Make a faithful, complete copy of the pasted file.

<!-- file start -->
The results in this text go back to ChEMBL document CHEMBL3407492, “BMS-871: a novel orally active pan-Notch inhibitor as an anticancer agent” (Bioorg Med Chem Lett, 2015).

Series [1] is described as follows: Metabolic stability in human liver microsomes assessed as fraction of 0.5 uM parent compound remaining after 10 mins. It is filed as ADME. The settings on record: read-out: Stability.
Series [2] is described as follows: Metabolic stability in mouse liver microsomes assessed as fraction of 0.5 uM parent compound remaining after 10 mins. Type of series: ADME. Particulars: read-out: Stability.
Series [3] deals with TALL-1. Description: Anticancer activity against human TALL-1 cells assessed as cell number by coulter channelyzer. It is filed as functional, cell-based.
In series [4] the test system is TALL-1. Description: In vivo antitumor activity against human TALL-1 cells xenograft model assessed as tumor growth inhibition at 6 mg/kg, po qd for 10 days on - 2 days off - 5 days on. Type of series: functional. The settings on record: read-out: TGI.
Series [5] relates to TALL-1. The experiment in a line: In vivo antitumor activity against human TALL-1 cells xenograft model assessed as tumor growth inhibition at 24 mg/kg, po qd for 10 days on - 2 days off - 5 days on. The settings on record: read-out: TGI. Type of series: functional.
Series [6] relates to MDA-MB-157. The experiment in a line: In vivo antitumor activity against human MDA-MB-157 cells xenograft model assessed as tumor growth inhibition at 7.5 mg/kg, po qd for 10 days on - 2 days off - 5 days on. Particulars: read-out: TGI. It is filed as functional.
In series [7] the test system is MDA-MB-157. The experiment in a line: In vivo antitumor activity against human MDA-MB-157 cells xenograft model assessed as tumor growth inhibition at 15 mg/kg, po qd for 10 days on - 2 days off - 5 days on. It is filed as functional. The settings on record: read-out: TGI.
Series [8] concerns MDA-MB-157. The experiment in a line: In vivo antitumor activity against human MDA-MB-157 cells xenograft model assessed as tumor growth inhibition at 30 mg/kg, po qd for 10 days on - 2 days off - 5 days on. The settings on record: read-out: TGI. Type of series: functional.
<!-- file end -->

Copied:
The results in this text go back to ChEMBL document CHEMBL3407492, “BMS-871: a novel orally active pan-Notch inhibitor as an anticancer agent” (Bioorg Med Chem Lett, 2015).

Series [1] is described as follows: Metabolic stability in human liver microsomes assessed as fraction of 0.5 uM parent compound remaining after 10 mins. It is filed as ADME. The settings on record: read-out: Stability.
Series [2] is described as follows: Metabolic stability in mouse liver microsomes assessed as fraction of 0.5 uM parent compound remaining after 10 mins. Type of series: ADME. Particulars: read-out: Stability.
Series [3] deals with TALL-1. Description: Anticancer activity against human TALL-1 cells assessed as cell number by coulter channelyzer. It is filed as functional, cell-based.
In series [4] the test system is TALL-1. Description: In vivo antitumor activity against human TALL-1 cells xenograft model assessed as tumor growth inhibition at 6 mg/kg, po qd for 10 days on - 2 days off - 5 days on. Type of series: functional. The settings on record: read-out: TGI.
Series [5] relates to TALL-1. The experiment in a line: In vivo antitumor activity against human TALL-1 cells xenograft model assessed as tumor growth inhibition at 24 mg/kg, po qd for 10 days on - 2 days off - 5 days on. The settings on record: read-out: TGI. Type of series: functional.
Series [6] relates to MDA-MB-157. The experiment in a line: In vivo antitumor activity against human MDA-MB-157 cells xenograft model assessed as tumor growth inhibition at 7.5 mg/kg, po qd for 10 days on - 2 days off - 5 days on. Particulars: read-out: TGI. It is filed as functional.
In series [7] the test system is MDA-MB-157. The experiment in a line: In vivo antitumor activity against human MDA-MB-157 cells xenograft model assessed as tumor growth inhibition at 15 mg/kg, po qd for 10 days on - 2 days off - 5 days on. It is filed as functional. The settings on record: read-out: TGI.
Series [8] concerns MDA-MB-157. The experiment in a line: In vivo antitumor activity against human MDA-MB-157 cells xenograft model assessed as tumor growth inhibition at 30 mg/kg, po qd for 10 days on - 2 days off - 5 days on. The settings on record: read-out: TGI. Type of series: functional.